Creation from Nothing?
It has to be admitted that the Old Testament is less than explicit in its support for the Christian doctrine of creatio ex nihilo. The Hebrew text of Genesis 1:1-2 is much less clear than is suggested by most English translations. There is scope for interpreting these verses as speaking of uncreated raw material from which God moulded the heavens and the earth.
Against this view, it is worth noting that the translators of the LXX avoided the use of demiourgos when referring to God as creator. Further, the majority of contemporary Old Testament scholars interpret verse 1 as a principal sentence prefixed to the chapter as a whole (C. Westermann, Genesis 1-11, pp. 94-97). Thus the first verse of the Bible makes an assertion quite unprecedented in ancient Near Eastern literature: it ascribes the entire work of creation exclusively to the one God. While this does not amount to an explicit statement that God created all things from nothing, it does lend support for the later development of such a doctrine as a means of defending divine sovereignty against Hellenistic insistence on the eternity of matter.
Creation, Time and History
Another striking feature of the Genesis account of creation is the priority given to the category of time. Light and darkness are the first of all God's creations because from their alternation flows the temporal succession which is the fundamental context of created reality. That time is, indeed, fundamental to creation is demonstrated by the fact that the activity of creation is placed within a clear temporal sequence.
The pervasive temporality of the biblical doctrine of creation clearly distinguishes it from the cosmological myths of the ancient Near East. In contrast to the essentially atemporal (hence mythological) creation accounts of their contemporaries, the Hebrews worked with an account of God creating the world over a period of seven days, which was clearly intended to be related to subsequent history.
This need not imply that the text be taken literally. Since Augustine, commentators have recognized that the pattern of days in Genesis 1 is a literary device. The number seven occurs repeatedly in the passage – e.g. seven days, seven fulfilment formulae, seven approval formulae – drawing upon its symbolic significance to indicate the completeness, the perfection, of God's creative activity. Nor are the days defined as 24-hour periods.
The effect of this temporal framework is to bind creation and temporality together. God creates time but also creates over a period of time. Creation becomes a process moving towards a goal in time. Thus creation is transferred from the mythological realm of transcendent realities, integrated into history (or, more precisely, pre-history) and the way opened for creation to be seen as continuing in history - justifying the conception of continuing creation that was already an important part of Israelite worship and wisdom.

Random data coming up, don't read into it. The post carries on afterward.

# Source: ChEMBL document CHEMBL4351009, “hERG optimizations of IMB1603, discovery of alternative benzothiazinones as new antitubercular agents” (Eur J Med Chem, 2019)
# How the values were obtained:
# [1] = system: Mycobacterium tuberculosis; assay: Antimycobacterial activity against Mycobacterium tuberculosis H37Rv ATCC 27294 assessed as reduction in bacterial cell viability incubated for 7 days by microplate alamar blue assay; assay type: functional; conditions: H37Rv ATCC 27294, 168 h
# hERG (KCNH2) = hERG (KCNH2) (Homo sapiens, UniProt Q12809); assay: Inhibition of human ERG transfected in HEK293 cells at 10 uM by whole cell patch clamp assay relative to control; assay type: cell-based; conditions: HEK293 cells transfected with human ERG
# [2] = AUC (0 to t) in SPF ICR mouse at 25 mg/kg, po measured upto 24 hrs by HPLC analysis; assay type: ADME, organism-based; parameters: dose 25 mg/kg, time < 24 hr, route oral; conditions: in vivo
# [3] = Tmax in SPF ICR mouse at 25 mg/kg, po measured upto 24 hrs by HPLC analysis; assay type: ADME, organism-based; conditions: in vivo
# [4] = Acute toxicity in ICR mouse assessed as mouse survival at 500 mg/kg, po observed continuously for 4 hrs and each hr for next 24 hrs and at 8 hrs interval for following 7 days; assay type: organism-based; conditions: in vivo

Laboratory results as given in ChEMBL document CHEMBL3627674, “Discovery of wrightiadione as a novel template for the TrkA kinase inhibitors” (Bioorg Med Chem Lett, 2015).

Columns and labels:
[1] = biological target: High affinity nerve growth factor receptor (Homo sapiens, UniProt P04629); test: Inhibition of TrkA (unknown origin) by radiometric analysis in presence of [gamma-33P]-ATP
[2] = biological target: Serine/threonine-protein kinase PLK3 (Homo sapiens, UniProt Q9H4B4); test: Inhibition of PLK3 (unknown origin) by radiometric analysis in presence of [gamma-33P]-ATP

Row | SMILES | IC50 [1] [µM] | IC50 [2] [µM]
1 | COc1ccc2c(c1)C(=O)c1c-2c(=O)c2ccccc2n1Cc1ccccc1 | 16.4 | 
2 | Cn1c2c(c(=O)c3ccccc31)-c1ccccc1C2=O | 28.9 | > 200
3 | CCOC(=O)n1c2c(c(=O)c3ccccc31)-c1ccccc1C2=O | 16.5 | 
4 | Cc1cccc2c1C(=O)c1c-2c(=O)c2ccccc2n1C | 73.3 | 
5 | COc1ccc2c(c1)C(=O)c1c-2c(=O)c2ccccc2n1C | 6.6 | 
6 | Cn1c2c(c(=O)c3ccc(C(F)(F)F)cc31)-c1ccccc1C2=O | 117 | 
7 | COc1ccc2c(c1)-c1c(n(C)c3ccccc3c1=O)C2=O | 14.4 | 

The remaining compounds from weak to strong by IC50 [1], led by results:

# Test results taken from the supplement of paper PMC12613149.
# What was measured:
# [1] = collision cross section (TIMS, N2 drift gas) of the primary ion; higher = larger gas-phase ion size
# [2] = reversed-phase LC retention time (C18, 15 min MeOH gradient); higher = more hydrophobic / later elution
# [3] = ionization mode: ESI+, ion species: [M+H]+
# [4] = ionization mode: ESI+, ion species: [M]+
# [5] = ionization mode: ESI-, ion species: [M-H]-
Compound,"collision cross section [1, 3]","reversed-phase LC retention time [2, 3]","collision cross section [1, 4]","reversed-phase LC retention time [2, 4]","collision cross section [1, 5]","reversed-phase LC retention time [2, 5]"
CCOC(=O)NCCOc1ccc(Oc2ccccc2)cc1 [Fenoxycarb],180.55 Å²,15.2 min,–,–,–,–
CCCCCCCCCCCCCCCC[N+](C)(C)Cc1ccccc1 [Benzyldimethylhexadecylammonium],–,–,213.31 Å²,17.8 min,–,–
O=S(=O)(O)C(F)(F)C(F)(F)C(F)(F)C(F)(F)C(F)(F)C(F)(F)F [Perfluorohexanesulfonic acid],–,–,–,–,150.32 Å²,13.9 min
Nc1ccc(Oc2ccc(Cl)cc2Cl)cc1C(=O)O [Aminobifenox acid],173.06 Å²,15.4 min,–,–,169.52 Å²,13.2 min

Creation, Order and Goodness
Again in contrast to the elaborate cosmogonies of the ancient Near East, the Old Testament paints a stark picture of creation as a process of ordering by separation. Creation is thus presented as a differentiated totality (H. Blocher, In The Beginning, p. 71) – its very diversity is part of the process that God declares good. Seven times in the course of Genesis 1 God declares this process of differentiation in response the divine command to be good (vv 4, 10, 12, 18, 21, 25 and 31). This does not mean that creation is good in itself. Rather, it is a divine judgement about creation. The creature is good by virtue of its standing in appropriate relationship to its creator. Thus the divine sight that enables God to make this judgement is not detached contemplation but active engagement. Bonhoeffer rightly relates this divine act of seeing to the preservation of creation: 'It does not sink back again into the moment of becoming, God sees that it is good and his eye resting upon the work preserves the work in being. . . . The world is preserved not for its own sake but for the sake of the sight of God' (D. Bonhoeffer, Creation and Fall: A Theological Interpretation of Genesis 1-3 (ET, London, 1959), p. 23).
Belief in this divinely ordained order in creation pervades the Old Testament. While rarely explicit, it was one of the assumptions on which faith in the social order of the Hebrew monarchy was founded. Thus creation imagery is invoked as a guarantee for the social order in Psalms 74, 77 and 89. The prophetic use of creation imagery offers even more striking examples, e.g. in many parts of Isaiah 40—55, the prophetic promise to the exiles is built upon reminders of God's creative activity – if God can bring this cosmic order to be, God can certainly restore order to Judah. The correspondence between cosmic order and social order is also implicit in the Old Testament concept of shalom.